“There are many roads to the table.”
As you know, my food philosophy tends to blend Ayurveda, macrobiotics and living foods in a seasonal approach. The fundamental principles of these three practices are:
- Eat the freshest, naturally-grown, seasonal produce in their peak nutrition
- Choose food from local and regional sources
- Prepare food in a loving way that promotes balance, harmony and health
Each system emphasizes using whole foods to gain more energy. The intelligence of whole foods lies in the natural intelligence of plants. Using energy from sunlight, plants transform inorganic nutrients into organic bioavailable nutrients. The complex spectrum of macronutrients – protein, fat, and carbohydrates – and micronutrients – vitamins, minerals, and phytonutrients – is soundly represented in the abundant mix of whole foods. Nutrients are designed to function in a synergistic relationship with one another. All three also focus on the balance of flavors to accomplish harmony in the body and mind.
Macrobiotics takes a big, long view of life in relationship to nature. The meaning is derived from the Greek word “macro”, meaning “big, large, long”, and “bio” meaning “life”. The macrobiotic philosophy seeks to live a long, fulfilled life by living in harmony with nature and eating a simple, balanced diet. Like the Ayurvedic system, balance is the key to health and happiness. One of the driving factors of the macrobiotic system of balance is the quality of food and flavors. Food is the fundamental and primary medicine to bring the body in balance.
The principles of macrobiotics originated in the 19th century by a physician named Sagen Ishisuka. Dr. Ishisuka established the theory of nutrition and medicine based on applying the Western medical science of medicine, biology, chemistry, and physiology to traditional Oriental medicine. His diet and nutrition knowledge stems from the traditional Japanese diet, and is radically against the standards of European dairy, meat and refined foods. His primary food philosophy is based on these principles:
- Food is the basis of health, happiness and a long life.
- The best food is natural, whole and unrefined
- The best food is locally grown and eaten in season
- Sodium and potassium in food are the most important antagonistic and complementary elements for the harmony of yin and yang in the body.
The concept of Yin and Yang describes two primal opposing yet complementary forces that govern life and the universe. Just as foods in Ayurvedic nutrition contain the different qualities of vata, pitta, and kapha – the Macrobiotic nutrition system uses Yin and Yang to classify foods. Yin foods have a cold, damp, expansive and sweet nature. Yang foods have a hot, dry, contractive, and salty nature. Macrobiotic nutrition focuses on achieving harmony between these two natural forces of yin and yang. The ideal diet is based on foods with a natural balance of yin and yang, like vegetables and grains. The aim is to cultivate a dependable balance by keeping a moderation of extreme flavors and temperatures.Top Principles of Macrobiotics
- Less Is More – moderate use of oil, salt, seasoning and heat.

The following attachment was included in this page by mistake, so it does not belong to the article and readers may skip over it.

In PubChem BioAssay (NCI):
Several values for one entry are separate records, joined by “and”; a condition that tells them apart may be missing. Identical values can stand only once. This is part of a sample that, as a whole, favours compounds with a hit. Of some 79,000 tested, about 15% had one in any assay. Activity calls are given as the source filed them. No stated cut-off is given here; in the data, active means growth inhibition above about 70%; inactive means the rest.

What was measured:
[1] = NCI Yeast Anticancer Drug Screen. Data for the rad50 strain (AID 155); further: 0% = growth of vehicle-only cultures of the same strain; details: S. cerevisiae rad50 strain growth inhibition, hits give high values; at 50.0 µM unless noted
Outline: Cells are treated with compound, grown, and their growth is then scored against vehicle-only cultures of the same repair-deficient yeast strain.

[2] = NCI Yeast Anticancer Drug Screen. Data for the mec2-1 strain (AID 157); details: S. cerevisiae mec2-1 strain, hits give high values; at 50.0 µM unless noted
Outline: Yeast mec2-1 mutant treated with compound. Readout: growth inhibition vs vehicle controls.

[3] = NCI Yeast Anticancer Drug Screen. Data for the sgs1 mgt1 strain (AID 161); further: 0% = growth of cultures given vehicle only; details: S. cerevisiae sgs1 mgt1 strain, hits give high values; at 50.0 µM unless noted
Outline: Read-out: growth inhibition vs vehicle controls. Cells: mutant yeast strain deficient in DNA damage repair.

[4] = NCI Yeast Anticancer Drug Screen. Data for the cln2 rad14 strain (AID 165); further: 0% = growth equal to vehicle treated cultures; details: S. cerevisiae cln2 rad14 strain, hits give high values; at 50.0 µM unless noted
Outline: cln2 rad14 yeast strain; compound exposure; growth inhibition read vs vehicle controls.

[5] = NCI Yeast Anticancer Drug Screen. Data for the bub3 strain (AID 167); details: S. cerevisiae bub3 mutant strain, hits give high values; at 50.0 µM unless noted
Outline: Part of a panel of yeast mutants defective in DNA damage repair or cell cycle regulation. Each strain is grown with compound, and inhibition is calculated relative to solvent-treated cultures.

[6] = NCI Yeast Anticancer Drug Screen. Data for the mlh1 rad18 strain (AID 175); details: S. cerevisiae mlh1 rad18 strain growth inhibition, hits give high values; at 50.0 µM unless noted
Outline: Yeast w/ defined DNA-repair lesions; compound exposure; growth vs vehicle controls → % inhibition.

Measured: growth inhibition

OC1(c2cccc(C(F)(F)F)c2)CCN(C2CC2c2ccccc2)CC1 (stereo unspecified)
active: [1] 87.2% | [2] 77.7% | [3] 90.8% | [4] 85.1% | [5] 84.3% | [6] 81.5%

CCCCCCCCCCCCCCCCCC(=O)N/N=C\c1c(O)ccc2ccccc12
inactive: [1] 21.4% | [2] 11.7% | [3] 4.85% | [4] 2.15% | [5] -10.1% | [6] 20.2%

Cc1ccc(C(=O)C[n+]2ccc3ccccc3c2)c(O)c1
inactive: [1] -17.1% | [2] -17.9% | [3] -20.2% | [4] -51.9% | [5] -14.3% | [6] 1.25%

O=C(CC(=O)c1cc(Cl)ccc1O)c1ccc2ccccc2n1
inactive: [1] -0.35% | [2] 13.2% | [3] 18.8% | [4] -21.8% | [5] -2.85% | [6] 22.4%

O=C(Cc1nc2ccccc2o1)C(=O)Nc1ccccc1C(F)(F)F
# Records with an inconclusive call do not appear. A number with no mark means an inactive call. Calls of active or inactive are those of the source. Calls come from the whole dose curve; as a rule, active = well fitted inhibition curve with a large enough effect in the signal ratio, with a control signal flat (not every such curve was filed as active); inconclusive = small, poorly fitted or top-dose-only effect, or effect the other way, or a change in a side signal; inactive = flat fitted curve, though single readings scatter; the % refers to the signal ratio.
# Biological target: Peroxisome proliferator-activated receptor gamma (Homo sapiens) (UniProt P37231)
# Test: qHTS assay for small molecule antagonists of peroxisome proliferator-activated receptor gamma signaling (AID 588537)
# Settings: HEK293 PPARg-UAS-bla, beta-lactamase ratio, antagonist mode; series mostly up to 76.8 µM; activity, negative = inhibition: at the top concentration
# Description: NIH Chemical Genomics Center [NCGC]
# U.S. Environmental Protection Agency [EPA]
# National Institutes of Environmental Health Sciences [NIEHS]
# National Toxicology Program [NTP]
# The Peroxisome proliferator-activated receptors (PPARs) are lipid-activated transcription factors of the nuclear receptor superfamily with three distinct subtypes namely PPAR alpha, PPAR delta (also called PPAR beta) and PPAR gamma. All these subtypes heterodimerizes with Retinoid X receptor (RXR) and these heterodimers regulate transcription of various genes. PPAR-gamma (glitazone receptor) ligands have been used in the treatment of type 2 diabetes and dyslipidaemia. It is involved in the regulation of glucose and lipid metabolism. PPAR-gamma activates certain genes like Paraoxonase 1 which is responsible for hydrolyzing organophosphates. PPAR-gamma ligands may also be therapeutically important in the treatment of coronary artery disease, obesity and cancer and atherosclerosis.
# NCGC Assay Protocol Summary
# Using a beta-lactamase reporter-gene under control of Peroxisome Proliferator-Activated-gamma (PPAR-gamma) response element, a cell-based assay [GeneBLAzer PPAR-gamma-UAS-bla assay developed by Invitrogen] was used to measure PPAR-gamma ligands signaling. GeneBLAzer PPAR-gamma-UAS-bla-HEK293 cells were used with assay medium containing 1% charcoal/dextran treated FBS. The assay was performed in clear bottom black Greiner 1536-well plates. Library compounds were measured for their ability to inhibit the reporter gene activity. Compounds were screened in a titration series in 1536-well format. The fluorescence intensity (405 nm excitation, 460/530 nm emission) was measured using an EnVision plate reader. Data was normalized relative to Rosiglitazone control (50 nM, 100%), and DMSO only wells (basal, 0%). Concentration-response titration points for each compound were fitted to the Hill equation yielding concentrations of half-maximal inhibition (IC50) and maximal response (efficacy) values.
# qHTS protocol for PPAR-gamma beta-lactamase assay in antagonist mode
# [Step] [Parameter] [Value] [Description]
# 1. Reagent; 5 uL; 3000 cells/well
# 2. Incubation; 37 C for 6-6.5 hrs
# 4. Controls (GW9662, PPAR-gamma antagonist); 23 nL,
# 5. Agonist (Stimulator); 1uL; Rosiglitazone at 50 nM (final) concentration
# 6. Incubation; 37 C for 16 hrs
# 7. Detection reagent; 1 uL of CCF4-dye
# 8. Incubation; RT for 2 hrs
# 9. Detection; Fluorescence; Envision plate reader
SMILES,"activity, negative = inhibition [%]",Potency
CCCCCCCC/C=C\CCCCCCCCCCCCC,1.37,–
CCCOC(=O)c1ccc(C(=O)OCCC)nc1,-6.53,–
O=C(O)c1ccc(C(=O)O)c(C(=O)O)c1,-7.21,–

- Balance of Flavors – avoid foods that are extremely sour, salty, sweet, spicy, bitter can be harshly stimulating to the body and can act as a stressor that throws the body off in its efforts to maintain equilibrium.
- Moderate Temperatures – foods that are extreme in temperature of overly hot or freezing cold shock the internal system when eaten quickly. Additionally, high-temperature cooking and freezing can be destructive to the foods enzymes and nutrient content.
- Whole, Natural Foods – avoid processed foods, use unrefined whole foods including seasonal vegetables, fruits, grains and legumes. Avoid highly refined seasonings or dressings and use naturally made condiments.
- Peaceful Atmosphere –mindful preparation of food should be done in a quiet and peaceful environment, never cook when stressed, angry, tired, or distracted.
Five Tastes of Macrobiotics
“The macrobiotic way of life is based on achieving and maintaining a dynamic balance with our environment in nature and the universe, beginning most fundamentally with the proper selection and preparation of our daily foods.” –Wendy Esko, ‘Macrobiotic for Life’
|-Apple cider vinegar
-Brown rice vinegar
-Umeboshi plum paste/vinegar
|-Gomasio (ground roasted sesame seeds and salt)
-Umeboshi plum paste/vinegar
-Barley malt syrup
-Brown rice syrup
-Gomasio (ground roasted sesame seeds and salt)
This salad carefully balances the flavors used in common macrobiotic cooking. The vinaigrette, which is a blend of umeboshi plum (pickled Japanese plums) paste and vinegar, tamari (wheat-free soy sauce), lime juice and sesame oil, adds a complexity of flavors (umami) alongside the crunchy textured salad of chopped bitter kale, sweet red cabbage and baby bok choy, and salty sea vegetables of dulse and nori. You can enjoy this on it’s own for a light-but-satiating summer salad, or serve alongside a big scoop of warm brown rice, adzuki beans, and mashed sweet potato or sautéed carrots for a complete macrobiotic meal.
SESAME KALE SALAD
1/2 cup toasted sesame oil
2 tbsp tamari
3 tbsp ume plum vinegar
1/2 tsp ume plum paste
2 limes, juiced
1 tbsp water
Whisk together all the ingredients in a small bowl. Pour over top salad and toss well before serving.
1 bunch kale, stems removed & finely chopped
1/2 head red cabbage, finely chopped
2 bunches baby bok choy, trimmed & finely chopped
1 bunch cilantro, stems removed & finely chopped
2 sheets nori
1/4 cup dulse flakes
2 tbsp sesame seeds
Combine all ingredients a large mixing bowl. Toss with salad dressing, cover and store in the fridge for 30 minutes to marinate before serving. When ready to eat, enjoy with an avocado or serve over top warm brown rice.
Makes 4 servings